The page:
PFPMs: The final rule expanded the definition of PFPM to include practitioners other than physicians. Payment models can target the quality and costs of services that other practitioners provide, order, or significantly influence, rather than just physician services. Physician Attestation Requirements The Office of the National Coordinator for Health Information Technology (ONC) Direct Review: • Physicians must attest that they engaged in good faith in “Supporting Providers with the Performance of Certified Electronic Health Record (EHR) technology” (SPPC) activities related to ONC’s direct in-the-field review of EHRs. • Physicians must attest to their acknowledgment of the requirement to cooperate in good faith with ONC’s direct review of EHRs if a request to assist in ONC direct review is received. • A physician who receives a request must also attest that they cooperated in good faith with ONC’s direct review of EHRs. Prevention of Information Blocking: To be a meaningful EHR user, a physician must demonstrate that they have not knowingly and willfully taken action (such as to disable functionality) to limit or restrict the interoperability of their EHR. Including attestation that they: • did not knowingly and willfully take to limit or restrict the interoperability of their EHR; • implemented technologies, standards, policies, practices, and agreements to ensure—and did not limit restrict—the exchange of electronic patient data in their EHR; and • responded in good faith and in a timely manner to requests to retrieve or exchange electronic patient information—including from patients, health care providers and other persons regardless of the requestor’s affiliation or EHR vendor. Current CMS Resources CMS’ Quality Payment Program Website CMS’ Small Practice Fact Sheet CMS’ Comprehensive List of APMs

CMS Finalizes Overhauled Policy on Global Codes Data Collection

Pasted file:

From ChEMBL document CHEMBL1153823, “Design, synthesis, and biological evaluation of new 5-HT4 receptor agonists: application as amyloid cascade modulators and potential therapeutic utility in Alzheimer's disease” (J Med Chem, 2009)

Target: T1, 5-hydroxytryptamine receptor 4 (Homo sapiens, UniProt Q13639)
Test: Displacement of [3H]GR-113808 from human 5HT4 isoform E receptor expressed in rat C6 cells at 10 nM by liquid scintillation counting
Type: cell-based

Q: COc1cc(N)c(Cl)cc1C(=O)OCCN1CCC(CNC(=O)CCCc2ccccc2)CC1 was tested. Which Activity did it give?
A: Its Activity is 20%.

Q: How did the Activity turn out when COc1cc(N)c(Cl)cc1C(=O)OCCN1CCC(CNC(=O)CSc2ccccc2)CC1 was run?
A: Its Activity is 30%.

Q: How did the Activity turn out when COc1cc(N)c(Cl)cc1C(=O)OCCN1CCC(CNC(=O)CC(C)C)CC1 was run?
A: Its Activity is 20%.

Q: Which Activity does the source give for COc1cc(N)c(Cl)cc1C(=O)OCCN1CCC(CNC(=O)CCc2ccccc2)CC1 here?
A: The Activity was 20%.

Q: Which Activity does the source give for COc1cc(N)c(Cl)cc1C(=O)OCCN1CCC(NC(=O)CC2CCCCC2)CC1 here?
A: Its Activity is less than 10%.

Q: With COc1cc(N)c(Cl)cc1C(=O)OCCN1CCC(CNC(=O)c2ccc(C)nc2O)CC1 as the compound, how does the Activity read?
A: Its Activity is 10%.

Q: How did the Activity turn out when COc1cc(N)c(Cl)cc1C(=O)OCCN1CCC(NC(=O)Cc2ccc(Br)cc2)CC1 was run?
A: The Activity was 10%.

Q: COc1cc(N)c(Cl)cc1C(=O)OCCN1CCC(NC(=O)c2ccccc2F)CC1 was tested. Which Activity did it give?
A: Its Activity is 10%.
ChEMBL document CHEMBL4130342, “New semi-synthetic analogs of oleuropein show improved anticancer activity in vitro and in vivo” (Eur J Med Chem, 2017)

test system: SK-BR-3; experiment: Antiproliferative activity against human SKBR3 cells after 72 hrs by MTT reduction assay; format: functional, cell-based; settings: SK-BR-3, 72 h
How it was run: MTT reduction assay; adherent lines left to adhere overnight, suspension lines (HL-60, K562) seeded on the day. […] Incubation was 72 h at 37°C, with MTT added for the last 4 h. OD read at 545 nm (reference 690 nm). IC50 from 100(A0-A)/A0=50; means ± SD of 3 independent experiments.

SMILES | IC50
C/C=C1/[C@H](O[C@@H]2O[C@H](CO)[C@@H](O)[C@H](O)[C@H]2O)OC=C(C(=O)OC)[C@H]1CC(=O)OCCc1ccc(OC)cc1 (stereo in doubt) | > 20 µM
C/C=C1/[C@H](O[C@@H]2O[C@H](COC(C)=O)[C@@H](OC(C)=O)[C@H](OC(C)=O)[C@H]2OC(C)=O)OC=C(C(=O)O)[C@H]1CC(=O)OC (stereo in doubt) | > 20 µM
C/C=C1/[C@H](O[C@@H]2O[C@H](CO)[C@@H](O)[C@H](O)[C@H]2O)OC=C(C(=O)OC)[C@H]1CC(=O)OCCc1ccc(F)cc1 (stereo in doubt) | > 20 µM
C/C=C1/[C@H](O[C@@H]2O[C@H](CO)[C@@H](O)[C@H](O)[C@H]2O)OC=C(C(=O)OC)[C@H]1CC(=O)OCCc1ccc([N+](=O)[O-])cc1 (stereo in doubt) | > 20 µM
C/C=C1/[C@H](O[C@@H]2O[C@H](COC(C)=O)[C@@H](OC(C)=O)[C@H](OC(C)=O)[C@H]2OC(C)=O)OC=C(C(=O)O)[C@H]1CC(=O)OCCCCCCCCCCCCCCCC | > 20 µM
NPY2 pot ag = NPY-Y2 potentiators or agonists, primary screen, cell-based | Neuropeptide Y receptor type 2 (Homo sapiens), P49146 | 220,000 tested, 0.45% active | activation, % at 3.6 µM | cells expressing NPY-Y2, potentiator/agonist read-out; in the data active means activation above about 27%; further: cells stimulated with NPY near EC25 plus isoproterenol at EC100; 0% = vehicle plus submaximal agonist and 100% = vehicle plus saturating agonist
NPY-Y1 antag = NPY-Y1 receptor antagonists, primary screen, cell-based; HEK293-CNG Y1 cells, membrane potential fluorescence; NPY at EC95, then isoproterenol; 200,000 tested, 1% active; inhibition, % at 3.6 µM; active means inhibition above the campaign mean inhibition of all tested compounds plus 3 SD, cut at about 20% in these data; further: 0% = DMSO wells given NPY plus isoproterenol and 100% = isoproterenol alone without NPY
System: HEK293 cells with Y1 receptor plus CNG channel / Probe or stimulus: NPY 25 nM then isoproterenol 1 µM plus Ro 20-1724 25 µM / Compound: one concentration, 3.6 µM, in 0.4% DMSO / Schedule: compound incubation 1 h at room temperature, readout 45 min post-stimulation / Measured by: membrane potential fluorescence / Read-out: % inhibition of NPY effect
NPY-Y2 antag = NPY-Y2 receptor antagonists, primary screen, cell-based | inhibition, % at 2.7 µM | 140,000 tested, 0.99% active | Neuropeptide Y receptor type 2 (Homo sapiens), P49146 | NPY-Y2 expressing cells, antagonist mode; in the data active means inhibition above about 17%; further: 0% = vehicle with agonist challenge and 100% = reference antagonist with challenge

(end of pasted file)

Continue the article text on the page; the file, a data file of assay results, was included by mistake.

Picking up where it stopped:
The Centers for Medicare & Medicaid Services (CMS) released an improved policy November 2 on the collection of data that will eventually be used to revalue global codes. Under the final rule, physicians in large practices who perform 10- and 90-day global services in a representative sample of nine states will be required to report Current Procedural Terminology (CPT) code 99024 to report data on the number of postoperative visits they provide. CMS is limiting reporting to codes that the agency has determined are high-volume or high-expenditure Medicare services. This reporting requirement is scheduled to take effect July 1, 2017. CMS is implementing a requirement for reporting on services that are furnished by more than 100 practitioners and are either furnished more than 10,000 times or have allowed charges of more than $10 million annually as recommended by the RUC and many other commenters. Under this policy, CMS would collect data on about 260 codes that describe approximately 87 percent of all furnished 10- and 90-day global services and about 77 percent of all Medicare expenditures for 10- and 90-day global services under the PFS. Given that this data would provide information on the codes describing the vast majority of 10- and 90-day global services and expenditures, it will provide significant data for valuation. CMS will require reporting that only applies to practitioners in selected states. In addition, those practicing only in small practices are excluded from required reporting. Those not required to report can do so voluntarily and we encourage them to do so. Those states are Florida, Kentucky, Louisiana, Nevada, New Jersey, North Dakota, Ohio, Oregon, and Rhode Island. CMS is not implementing the statutory provision that authorizes a 5 percent withhold of payment for the global services until claims are filed for the post-operative care, if required. This final policy is a complete overhaul of the proposed rule released in July, which would have required that all physicians in all states report data on all 10- and 90-day services that they provide. Physicians would have been required to report their pre- and postoperative care in 10-minute increments—an untenable requirement that is not aligned with clinician workflow—beginning January 1. The final rule is available online; the section related to global codes begins on page 149.